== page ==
Whether this or future presidents hate criticism or not, no one should be silent if they believe that Jonathan is making moves that may violate the national interest of the state and the people. No one should be silent if governors and ministers are abusing their offices. No one should look the other way when public officials are acting roguish.
And for that matter, no Nigerian should tolerate the personalisation of public office and the rule of law. No one! Silence and indifference have a price – a very hefty price. As a result, no one should cooperate with those who commit political, economic or social crimes. Speak out and speak up! Demand accountability! Demand justice. Challenge authority! And criticise!
The US Senator J. W. Fulbright it was who said, “Criticism may embarrass the country’s leaders in the short run but strengthen their hands in the long run; it may destroy a consensus on policy while expressing a consensus of values. Criticism, in short, is more than a right; it is an act of patriotism, a higher form of patriotism, I believe, than the familiar rituals of national adulation.” Winston Churchill chipped in: “Criticism may not be agreeable, but it is necessary. It fulfils the same function as pain in the human body; it calls attention to the development of an unhealthy state of things. If it is heeded in time, danger may be averted; if it is suppressed, a fatal distemper may develop.”
Nonetheless, how to draw the line between “personal insults,” “political attacks,” and “criticism” is one of the challenges of politics and public life. However, we cannot have a society where we cannot criticise our leaders. We cannot! There has been no such society anywhere in the world since the beginning of human civilisations.
Kings, emperors, emirs, presidents, military generals and governors and all those involved in public life and public service are subject to and should be criticised. Otherwise, what we will end up having, at the very least, is group think and a robotic culture; and at worst, sycophancy, anarchy, and a stagnant society.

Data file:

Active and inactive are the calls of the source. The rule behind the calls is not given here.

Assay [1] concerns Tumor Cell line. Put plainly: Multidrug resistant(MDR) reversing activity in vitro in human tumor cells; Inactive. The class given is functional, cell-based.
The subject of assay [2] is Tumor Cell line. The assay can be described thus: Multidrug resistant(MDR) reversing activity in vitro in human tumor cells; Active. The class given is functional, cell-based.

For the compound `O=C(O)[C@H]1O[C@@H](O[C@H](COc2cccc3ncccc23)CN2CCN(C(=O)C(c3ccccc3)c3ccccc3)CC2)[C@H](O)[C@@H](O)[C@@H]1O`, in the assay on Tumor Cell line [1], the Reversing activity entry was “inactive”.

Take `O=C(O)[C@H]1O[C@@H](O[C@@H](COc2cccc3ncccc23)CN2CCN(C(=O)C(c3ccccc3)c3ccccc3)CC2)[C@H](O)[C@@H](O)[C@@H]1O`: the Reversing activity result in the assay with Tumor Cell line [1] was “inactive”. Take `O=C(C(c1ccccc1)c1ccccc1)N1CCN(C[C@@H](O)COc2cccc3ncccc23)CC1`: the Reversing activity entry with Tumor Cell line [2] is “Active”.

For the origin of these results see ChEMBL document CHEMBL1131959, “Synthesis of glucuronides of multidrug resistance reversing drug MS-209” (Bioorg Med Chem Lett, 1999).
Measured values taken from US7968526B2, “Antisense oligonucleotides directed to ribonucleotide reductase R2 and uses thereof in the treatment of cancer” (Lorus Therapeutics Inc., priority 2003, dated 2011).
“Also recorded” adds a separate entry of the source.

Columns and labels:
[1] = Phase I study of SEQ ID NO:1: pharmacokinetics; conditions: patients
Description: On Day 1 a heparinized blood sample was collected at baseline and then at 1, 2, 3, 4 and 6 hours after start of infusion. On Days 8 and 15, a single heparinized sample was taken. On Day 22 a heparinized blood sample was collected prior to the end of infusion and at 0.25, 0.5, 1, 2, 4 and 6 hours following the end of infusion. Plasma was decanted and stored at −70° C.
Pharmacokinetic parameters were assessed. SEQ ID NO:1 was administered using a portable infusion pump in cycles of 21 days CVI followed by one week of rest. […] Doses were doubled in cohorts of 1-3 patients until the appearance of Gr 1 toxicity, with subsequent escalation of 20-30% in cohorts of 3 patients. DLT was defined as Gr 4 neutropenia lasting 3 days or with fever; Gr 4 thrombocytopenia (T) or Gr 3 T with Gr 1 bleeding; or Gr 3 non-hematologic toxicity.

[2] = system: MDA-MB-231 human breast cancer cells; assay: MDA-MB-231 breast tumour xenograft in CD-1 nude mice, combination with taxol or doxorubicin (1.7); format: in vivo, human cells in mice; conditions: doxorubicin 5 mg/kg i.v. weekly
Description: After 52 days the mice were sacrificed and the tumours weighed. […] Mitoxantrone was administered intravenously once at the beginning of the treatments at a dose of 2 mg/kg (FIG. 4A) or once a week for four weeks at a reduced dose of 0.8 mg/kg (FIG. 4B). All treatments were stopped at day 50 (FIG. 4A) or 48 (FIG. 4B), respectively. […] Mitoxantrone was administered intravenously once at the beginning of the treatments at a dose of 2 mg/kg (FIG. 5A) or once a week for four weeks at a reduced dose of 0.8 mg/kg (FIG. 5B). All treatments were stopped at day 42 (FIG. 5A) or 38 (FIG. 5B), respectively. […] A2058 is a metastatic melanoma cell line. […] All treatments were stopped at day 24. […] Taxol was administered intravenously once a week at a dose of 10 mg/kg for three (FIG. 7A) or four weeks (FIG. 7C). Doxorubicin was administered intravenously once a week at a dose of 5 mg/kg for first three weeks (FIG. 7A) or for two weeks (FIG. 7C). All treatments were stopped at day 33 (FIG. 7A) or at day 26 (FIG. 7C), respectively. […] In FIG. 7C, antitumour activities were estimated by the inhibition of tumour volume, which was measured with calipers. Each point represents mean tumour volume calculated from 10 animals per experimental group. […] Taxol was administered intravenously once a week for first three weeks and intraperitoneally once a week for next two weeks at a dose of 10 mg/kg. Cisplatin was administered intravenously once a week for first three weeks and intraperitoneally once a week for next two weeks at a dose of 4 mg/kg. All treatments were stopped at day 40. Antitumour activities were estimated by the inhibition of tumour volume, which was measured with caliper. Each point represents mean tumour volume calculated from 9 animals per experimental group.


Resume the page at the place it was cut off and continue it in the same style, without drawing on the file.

Leadership is strictly voluntary. No one forced or forces anyone to be chairpersons of their local government areas, be the president or the governor of their respective states. Those who are afraid of criticism, therefore, should get out of the room and the leadership space. In other words, anyone who loathes criticism – and even abuses and attacks – should stay out of politics and public service and instead join the monastery. “To avoid criticism say nothing, do nothing, be nothing,” said Aristotle.
It is so unfortunate that any criticism of Jonathan, even when it is well-intentioned, is seen, by his friends and supporters, as a personal attack, an insult to the President’s person and office. Or, as an attempt to embarrass his office.
In all of this, I wonder: Will the day ever come when President Jonathan does not take criticism personally and believe that such comments are poison-laced arrows directed at his intellect and ethnicity?
But of course this is also the case with state governors – many of whom feel that nothing negative should be said or written about them even when what’s being said and written are the gospel truth.